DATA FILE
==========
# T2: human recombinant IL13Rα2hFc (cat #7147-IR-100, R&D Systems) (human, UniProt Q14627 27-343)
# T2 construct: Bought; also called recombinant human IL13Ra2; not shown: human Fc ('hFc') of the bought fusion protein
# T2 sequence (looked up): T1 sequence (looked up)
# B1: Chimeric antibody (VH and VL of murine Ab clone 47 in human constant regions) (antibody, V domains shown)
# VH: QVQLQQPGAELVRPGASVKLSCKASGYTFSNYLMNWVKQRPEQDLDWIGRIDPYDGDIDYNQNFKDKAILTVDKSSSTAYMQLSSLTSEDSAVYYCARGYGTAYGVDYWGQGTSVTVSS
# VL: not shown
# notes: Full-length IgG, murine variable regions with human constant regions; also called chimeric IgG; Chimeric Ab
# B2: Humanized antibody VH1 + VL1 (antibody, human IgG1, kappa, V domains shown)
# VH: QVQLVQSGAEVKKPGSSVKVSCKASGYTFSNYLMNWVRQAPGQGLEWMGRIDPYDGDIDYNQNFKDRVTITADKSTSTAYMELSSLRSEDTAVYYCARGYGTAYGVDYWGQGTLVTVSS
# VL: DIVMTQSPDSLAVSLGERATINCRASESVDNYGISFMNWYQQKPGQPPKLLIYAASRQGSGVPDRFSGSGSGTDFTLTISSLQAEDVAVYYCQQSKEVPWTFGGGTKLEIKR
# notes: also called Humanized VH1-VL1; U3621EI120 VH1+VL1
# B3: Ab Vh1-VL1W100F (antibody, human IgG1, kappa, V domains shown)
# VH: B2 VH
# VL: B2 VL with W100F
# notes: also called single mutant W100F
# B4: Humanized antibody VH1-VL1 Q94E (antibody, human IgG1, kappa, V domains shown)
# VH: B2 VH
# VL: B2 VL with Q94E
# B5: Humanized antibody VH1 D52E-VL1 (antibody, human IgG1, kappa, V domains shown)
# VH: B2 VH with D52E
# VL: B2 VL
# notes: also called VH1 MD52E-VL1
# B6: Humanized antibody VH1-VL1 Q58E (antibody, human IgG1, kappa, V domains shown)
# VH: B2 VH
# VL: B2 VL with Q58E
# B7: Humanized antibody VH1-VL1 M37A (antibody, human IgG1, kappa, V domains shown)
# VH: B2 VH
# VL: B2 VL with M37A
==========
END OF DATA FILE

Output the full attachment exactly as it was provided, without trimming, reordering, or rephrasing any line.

# T2: human recombinant IL13Rα2hFc (cat #7147-IR-100, R&D Systems) (human, UniProt Q14627 27-343)
# T2 construct: Bought; also called recombinant human IL13Ra2; not shown: human Fc ('hFc') of the bought fusion protein
# T2 sequence (looked up): T1 sequence (looked up)
# B1: Chimeric antibody (VH and VL of murine Ab clone 47 in human constant regions) (antibody, V domains shown)
# VH: QVQLQQPGAELVRPGASVKLSCKASGYTFSNYLMNWVKQRPEQDLDWIGRIDPYDGDIDYNQNFKDKAILTVDKSSSTAYMQLSSLTSEDSAVYYCARGYGTAYGVDYWGQGTSVTVSS
# VL: not shown
# notes: Full-length IgG, murine variable regions with human constant regions; also called chimeric IgG; Chimeric Ab
# B2: Humanized antibody VH1 + VL1 (antibody, human IgG1, kappa, V domains shown)
# VH: QVQLVQSGAEVKKPGSSVKVSCKASGYTFSNYLMNWVRQAPGQGLEWMGRIDPYDGDIDYNQNFKDRVTITADKSTSTAYMELSSLRSEDTAVYYCARGYGTAYGVDYWGQGTLVTVSS
# VL: DIVMTQSPDSLAVSLGERATINCRASESVDNYGISFMNWYQQKPGQPPKLLIYAASRQGSGVPDRFSGSGSGTDFTLTISSLQAEDVAVYYCQQSKEVPWTFGGGTKLEIKR
# notes: also called Humanized VH1-VL1; U3621EI120 VH1+VL1
# B3: Ab Vh1-VL1W100F (antibody, human IgG1, kappa, V domains shown)
# VH: B2 VH
# VL: B2 VL with W100F
# notes: also called single mutant W100F
# B4: Humanized antibody VH1-VL1 Q94E (antibody, human IgG1, kappa, V domains shown)
# VH: B2 VH
# VL: B2 VL with Q94E
# B5: Humanized antibody VH1 D52E-VL1 (antibody, human IgG1, kappa, V domains shown)
# VH: B2 VH with D52E
# VL: B2 VL
# notes: also called VH1 MD52E-VL1
# B6: Humanized antibody VH1-VL1 Q58E (antibody, human IgG1, kappa, V domains shown)
# VH: B2 VH
# VL: B2 VL with Q58E
# B7: Humanized antibody VH1-VL1 M37A (antibody, human IgG1, kappa, V domains shown)
# VH: B2 VH
# VL: B2 VL with M37A